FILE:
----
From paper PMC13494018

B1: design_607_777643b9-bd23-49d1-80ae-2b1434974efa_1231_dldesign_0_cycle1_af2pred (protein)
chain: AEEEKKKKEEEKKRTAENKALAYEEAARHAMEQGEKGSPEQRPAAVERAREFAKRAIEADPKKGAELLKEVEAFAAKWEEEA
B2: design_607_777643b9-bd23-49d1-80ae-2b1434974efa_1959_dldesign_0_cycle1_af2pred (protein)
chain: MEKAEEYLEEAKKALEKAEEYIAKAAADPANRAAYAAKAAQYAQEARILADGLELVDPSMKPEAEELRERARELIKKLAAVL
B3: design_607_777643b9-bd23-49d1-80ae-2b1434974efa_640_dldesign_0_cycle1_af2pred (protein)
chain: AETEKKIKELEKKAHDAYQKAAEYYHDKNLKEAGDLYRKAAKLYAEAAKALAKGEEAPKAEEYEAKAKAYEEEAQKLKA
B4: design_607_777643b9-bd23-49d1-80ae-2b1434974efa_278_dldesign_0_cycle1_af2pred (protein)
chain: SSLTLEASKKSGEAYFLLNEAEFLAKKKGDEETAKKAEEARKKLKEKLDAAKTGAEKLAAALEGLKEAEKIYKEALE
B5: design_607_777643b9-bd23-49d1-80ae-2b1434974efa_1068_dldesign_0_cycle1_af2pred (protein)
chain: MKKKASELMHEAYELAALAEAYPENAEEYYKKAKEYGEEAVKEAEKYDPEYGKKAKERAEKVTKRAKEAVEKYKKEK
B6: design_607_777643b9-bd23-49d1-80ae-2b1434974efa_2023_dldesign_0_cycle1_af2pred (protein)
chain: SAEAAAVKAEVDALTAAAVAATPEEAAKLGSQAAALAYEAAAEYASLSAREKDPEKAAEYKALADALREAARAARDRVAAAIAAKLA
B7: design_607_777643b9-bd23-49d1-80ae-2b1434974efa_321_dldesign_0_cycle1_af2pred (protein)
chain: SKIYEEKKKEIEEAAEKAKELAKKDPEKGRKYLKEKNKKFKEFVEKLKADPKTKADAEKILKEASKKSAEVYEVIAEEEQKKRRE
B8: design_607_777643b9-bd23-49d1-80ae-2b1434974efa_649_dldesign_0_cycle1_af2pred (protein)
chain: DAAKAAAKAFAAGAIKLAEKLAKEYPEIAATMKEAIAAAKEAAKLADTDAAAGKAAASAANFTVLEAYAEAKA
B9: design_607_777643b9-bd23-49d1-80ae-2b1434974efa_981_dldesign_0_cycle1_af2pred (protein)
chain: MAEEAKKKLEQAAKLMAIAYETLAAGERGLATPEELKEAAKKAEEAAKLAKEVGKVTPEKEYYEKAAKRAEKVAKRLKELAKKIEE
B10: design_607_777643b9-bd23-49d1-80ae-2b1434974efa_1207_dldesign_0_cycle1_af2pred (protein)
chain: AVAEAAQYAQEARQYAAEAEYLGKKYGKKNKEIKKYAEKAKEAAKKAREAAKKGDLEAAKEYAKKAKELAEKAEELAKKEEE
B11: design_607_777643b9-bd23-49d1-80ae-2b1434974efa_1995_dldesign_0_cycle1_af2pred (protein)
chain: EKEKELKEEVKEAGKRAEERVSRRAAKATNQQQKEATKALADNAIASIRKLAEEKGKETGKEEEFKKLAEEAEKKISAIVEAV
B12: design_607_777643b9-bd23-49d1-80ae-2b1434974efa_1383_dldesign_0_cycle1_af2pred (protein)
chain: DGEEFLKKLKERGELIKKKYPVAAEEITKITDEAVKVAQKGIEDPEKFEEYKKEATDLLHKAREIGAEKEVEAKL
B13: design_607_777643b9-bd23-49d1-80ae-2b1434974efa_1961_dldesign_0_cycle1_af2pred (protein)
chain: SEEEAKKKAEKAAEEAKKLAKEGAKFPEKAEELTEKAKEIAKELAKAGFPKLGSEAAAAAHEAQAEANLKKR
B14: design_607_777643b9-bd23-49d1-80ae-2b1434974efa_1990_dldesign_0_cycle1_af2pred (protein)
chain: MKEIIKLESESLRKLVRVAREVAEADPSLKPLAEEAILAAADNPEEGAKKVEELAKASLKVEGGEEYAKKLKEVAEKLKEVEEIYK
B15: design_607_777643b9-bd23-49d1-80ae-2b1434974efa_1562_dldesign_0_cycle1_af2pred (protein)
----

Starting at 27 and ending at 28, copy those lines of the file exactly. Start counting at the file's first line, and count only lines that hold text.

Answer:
chain: SEEEAKKKAEKAAEEAKKLAKEGAKFPEKAEELTEKAKEIAKELAKAGFPKLGSEAAAAAHEAQAEANLKKR
B14: design_607_777643b9-bd23-49d1-80ae-2b1434974efa_1990_dldesign_0_cycle1_af2pred (protein)